storing a respective array of first tables having a first table for each of a plurality of bytes associated with a masked state;
storing a plurality of second tables, each of the plurality of second tables comprising M*N N-byte entries, wherein the plurality of second tables and the respective array of first tables are based on a masking pattern that allows reuse of the plurality of second tables in an indexing operation; and
performing a plurality of rounds of operations comprising:
performing, for each of a plurality of columns associated with the masked state, a polynomial multiplication portion of a column mixing operation to yield N intermediate columns for each of the plurality of columns, wherein the polynomial multiplication comprises indexing a selected second table from the plurality of second tables with each of the plurality of bytes, the selected second table for each of the plurality of bytes selected according to the masking pattern;
arithmetically performing an exclusive or portion of the column mixing operation on the N intermediate columns to yield a second masked state, wherein the second masked state comprises a second plurality of bytes, and wherein the exclusive or portion is performed without using look-up tables;
performing an inverse row shifting operation on the second masked state to yield a third masked state, wherein the third masked state comprises a third plurality of bytes;
performing an inverse byte substitution operation comprising substituting the third plurality of bytes for a fourth plurality of bytes associated with a different first table in the respective array of first tables to yield a fourth masked state, wherein the fourth masked state retains the masking pattern; and
adding a portion of a round key to the fourth masked state.
16. The non-transitory computer-readable storage medium of
17. The non-transitory computer-readable storage medium of
18. The non-transitory computer-readable storage medium of
19. The non-transitory computer-readable storage medium of
reusing 16 table subsets of the 48 second tables for each of three different groups of 3 rounds; and
within each of the three different groups of 3 rounds, indexing the 16 table subsets with bytes of masked state in a constant relative position.
20. The non-transitory computer-readable storage medium of
21. The non-transitory computer-readable storage medium of
22. The non-transitory computer-readable storage medium of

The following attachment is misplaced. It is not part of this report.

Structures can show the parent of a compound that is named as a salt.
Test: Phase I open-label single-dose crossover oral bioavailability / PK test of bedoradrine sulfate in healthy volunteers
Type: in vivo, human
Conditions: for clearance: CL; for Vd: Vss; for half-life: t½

23. The non-transitory computer-readable storage medium of
24. The non-transitory computer-readable storage medium of
25. The non-transitory computer-readable storage medium of
26. The non-transitory computer-readable storage medium of
27. The non-transitory computer-readable storage medium of
28. A method comprising:
for each of X rounds:
using a subset of tables from a first group of tables to perform an AddRoundKey operation and a SubBytes operation on inputted state to generate a masked first intermediate state having a masking pattern;
a second group of tables comprising second tables having the masking pattern, wherein the masking pattern allows the second group of tables to be shared;
performing a ShiftRows operation on the first intermediate state to yield a second masked intermediate state based on the masking pattern;
performing a polynomial multiplication portion of a MixColumns operation with the second masked intermediate state using the second group of tables to yield N columns for each of a plurality of columns in the second masked intermediate state; and
arithmetically performing, via a processor, an exclusive or portion of the MixColumns operation on the N columns to produce a masked state for a next round, wherein the exclusive or portion is performed without using look-up tables.
29. The method of
30. The method of
31. The method of
32. The method of
33. The method of
34. The method of
35. The method of
36. A method comprising:
for each of a plurality of rounds of operations:
constructing a first set of tables;
based on the first set of tables, producing an output state from a combination of an AddRoundKey operation and a SubBytes operation by using an input state to index round-specific subsets of the first set of tables, wherein the output state is produced in a round-dependent format;